Saturday, 29 January 2011

Learning to ride - for the second time

Age may bring experience and more competence in many areas of life, but one thing it does not help with is physical activity and co-ordination - at least not in my case. I was reminded of this quite forcibly when I tried on some ice skates at Hampton Court a couple of years back. Each year pre-Christmas, London opens up some of its historic sites as ice-skating venues and I went down with the family to take a turn. We all hired skates and once on the ice it was at that moment I discovered I didn't want to be there. I slipped and stumbled my way around the circuit wishing every moment I could be finished. The confidence and risk-taking which had been there when I was younger had now evaporated. Lesson learned.

Christmas skaters at Hampton Court, London.

My dilemma was therefore, "Would I have the confidence to get back on a motorbike again?" I certainly didn't want to buy a bike and then make a fool of myself by not being able to handle it. So I thought it would be sensible to book in for a refresher course at my local CBT centre. Hopefully the folk there would get me up to speed again.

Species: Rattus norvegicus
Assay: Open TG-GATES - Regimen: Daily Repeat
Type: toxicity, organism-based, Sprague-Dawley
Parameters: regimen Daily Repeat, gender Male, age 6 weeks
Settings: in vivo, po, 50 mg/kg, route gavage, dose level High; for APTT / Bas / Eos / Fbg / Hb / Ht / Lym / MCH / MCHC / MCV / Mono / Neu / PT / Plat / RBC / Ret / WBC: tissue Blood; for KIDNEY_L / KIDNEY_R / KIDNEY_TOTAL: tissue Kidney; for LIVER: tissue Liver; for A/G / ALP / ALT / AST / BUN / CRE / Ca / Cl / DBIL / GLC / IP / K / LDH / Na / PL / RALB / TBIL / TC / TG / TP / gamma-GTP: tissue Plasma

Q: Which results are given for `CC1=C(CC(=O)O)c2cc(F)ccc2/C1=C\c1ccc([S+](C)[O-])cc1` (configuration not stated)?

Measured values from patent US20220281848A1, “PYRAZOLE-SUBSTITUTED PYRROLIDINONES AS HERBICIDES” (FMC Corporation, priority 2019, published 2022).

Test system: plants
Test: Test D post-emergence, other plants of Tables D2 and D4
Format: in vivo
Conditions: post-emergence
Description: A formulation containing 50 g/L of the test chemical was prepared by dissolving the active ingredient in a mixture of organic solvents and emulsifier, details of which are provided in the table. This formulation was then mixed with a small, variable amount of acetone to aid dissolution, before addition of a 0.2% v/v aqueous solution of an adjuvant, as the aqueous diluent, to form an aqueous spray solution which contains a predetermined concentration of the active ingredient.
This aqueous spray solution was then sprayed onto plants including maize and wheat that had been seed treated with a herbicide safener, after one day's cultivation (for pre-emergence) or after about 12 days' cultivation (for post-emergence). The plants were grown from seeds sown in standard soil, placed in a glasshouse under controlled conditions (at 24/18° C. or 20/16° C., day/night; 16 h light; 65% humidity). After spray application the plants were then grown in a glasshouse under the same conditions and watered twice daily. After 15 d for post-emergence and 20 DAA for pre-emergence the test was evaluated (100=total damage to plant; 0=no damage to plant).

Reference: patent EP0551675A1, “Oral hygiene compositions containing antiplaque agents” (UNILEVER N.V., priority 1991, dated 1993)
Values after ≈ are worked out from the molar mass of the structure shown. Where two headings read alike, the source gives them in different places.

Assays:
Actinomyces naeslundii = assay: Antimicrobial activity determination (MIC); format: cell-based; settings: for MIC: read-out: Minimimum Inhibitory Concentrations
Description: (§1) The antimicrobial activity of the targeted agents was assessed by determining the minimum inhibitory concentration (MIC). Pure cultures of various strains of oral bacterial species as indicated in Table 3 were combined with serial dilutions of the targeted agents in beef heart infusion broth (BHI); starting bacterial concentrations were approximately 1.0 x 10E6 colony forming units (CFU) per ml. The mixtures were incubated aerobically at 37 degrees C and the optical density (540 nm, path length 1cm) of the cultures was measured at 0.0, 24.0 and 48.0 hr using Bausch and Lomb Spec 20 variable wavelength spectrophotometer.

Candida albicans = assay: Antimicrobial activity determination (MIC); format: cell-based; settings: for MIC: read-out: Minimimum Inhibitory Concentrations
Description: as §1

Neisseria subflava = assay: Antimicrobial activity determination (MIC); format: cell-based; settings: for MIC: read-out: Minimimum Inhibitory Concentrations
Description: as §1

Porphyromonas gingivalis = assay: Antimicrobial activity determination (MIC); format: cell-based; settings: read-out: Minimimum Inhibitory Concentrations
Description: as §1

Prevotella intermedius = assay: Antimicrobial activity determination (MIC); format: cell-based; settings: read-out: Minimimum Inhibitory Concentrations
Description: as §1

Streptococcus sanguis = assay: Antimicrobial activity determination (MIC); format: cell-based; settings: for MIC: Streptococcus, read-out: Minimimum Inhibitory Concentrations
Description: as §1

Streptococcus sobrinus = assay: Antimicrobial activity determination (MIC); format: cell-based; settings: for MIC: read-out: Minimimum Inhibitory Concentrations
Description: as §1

The day with the Bikewise instructor proved invaluable. I began on an open tarmac area on a Chinese 125cc, practising gear changes, clutch control and use of the brakes. I was truly awful at first but bit by bit I found the old skills returning. What came a s a surprise to me was the clutch play. On older bikes, one used the clutch as little as possible for fear of burning it out; however, on modern bikes (with wet plates) the clutch is slipped frequently as a means of controlling the bike.
Kawasaki ER5

There followed three sessions on a Kawasaki ER5 (500cc): one on the tarmac area to get the feel of the clutch and the extra weight of the bigger bike and then two out on the road with the instructor. Both road trips were something of a strain for me - trying to negotiate the traffic and handle the bike was exhausting. There were two highlights whilst out on the road, however. The first was when we finally broke free from residential roads and got to ride through parkland for five minutes without having to stop at a junction. This was magic and reminded why it was that I wanted to travel by bike once again. The second high point was the cafe we stopped for lunch. From the outside it looked like your usual high street caff but this was misleading. Well appointed inside with a cheerful decor, the staff served up simple but really well cooked grub. An eating spot to remember!

Rumblin Tums

Rumblin' Tums, Wallingford

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